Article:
• local recurrence;
  • osteosarcoma;
  • local control



Indications and contraindications for limb salvage versus amputation for local treatment of osteosarcoma of the extremity are still controversial.

Patients and Methods

Patients (1,126) with non-metastatic osteosarcoma of the extremity, treated in a single institution between 1972 and 1999 with different protocols of adjuvant and neoadjuvant chemotherapy were evaluated to establish factors that could influence local recurrence (LR) and outcome.


The 5-year event-free survival and overall survival were 55% and 66%. At a follow-up ranging between 5.5 and 32.5 years (mean18.6 years) of the 1,126 evaluated patients, 607 (54%) remained continuously disease-free and 519 relapsed. LR developed in 61 patients (5.4%) after a median time of 2.3 years (0.2–17). For this group of patients the 5-year post-relapse event-free survival and overall survival from the last relapse were, respectively, 11.4% and 16.4%. At the multivariate analyses only surgical margins and histologic response to preoperative treatment resulted to be independent prognostic factors for LR.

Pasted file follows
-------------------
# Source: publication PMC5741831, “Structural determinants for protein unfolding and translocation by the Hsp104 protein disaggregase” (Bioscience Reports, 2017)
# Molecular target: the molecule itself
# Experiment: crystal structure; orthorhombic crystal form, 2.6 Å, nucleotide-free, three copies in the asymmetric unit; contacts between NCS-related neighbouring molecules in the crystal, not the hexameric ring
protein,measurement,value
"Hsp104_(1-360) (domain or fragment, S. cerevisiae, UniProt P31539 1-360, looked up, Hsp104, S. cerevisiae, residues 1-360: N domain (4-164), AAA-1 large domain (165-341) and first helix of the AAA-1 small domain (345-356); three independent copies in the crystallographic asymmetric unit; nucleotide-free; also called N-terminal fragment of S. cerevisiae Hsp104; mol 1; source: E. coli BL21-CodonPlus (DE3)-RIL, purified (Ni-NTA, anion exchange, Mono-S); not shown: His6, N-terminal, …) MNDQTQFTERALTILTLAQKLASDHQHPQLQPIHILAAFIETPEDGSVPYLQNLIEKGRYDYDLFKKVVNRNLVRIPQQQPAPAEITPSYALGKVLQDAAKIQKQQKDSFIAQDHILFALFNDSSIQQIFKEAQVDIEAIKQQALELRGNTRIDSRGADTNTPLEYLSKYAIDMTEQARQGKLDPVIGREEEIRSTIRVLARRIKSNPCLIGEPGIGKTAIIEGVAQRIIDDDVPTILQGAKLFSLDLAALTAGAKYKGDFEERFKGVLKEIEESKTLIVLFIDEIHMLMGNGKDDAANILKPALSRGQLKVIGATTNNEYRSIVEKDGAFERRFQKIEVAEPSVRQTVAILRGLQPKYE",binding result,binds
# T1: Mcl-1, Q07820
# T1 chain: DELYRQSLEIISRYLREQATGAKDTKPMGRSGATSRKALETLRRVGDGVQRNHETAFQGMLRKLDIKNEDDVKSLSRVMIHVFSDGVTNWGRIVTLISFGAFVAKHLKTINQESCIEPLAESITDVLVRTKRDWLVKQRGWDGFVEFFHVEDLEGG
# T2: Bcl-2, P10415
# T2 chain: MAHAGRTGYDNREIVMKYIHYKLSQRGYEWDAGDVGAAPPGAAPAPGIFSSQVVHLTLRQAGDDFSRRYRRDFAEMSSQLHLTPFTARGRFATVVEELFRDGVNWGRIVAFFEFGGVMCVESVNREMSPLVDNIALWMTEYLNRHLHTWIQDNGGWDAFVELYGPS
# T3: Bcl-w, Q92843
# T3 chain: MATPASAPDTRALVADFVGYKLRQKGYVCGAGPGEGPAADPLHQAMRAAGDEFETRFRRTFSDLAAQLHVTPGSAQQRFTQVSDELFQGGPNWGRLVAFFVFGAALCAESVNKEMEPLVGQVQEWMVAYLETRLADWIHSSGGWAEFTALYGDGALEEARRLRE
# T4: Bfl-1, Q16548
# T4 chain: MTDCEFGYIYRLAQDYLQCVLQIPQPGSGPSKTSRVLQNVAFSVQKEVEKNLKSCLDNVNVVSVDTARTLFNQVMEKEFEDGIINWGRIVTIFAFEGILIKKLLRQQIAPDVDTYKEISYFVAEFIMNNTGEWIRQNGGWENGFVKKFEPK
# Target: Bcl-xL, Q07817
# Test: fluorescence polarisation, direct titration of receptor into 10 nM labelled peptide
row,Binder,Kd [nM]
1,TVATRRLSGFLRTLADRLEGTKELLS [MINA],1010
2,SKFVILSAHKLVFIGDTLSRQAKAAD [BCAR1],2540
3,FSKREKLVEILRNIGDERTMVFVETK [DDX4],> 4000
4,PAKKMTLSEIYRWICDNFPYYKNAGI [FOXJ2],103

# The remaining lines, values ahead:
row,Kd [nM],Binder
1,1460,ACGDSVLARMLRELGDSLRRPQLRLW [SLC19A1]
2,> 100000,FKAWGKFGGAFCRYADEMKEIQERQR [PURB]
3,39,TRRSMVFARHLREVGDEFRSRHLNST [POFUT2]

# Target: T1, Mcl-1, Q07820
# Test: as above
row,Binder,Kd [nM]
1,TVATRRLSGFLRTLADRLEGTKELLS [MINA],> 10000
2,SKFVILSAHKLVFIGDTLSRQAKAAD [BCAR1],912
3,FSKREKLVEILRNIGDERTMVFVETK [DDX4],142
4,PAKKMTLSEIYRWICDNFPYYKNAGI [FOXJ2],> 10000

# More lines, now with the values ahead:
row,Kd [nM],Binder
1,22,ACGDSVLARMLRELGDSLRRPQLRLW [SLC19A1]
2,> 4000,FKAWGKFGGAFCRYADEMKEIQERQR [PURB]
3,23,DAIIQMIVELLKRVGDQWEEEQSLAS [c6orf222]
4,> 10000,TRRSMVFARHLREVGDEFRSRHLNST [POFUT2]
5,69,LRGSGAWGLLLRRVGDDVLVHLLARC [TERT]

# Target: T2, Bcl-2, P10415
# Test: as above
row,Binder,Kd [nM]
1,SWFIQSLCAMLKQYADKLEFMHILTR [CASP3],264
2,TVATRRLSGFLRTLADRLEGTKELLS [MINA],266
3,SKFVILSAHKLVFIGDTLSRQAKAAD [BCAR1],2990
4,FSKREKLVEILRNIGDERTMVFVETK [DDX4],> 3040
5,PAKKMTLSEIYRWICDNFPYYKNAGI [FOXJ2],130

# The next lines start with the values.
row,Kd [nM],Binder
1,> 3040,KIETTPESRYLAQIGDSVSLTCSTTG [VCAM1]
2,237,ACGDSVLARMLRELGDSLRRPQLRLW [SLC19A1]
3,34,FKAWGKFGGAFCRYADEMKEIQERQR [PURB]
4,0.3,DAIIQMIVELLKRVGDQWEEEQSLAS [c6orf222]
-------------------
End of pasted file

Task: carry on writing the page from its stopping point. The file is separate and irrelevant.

Considering the risk of LR after surgery with inadequate surgical margins and poor prognosis of LR in osteosarcoma, limb salvage procedures should be performed only when adequate margins surgical margins can be achieved. In case of inadequate margins, an immediate amputation should be considered. J. Surg. Oncol. 2007;96:118–123. © 2007 Wiley-Liss, Inc.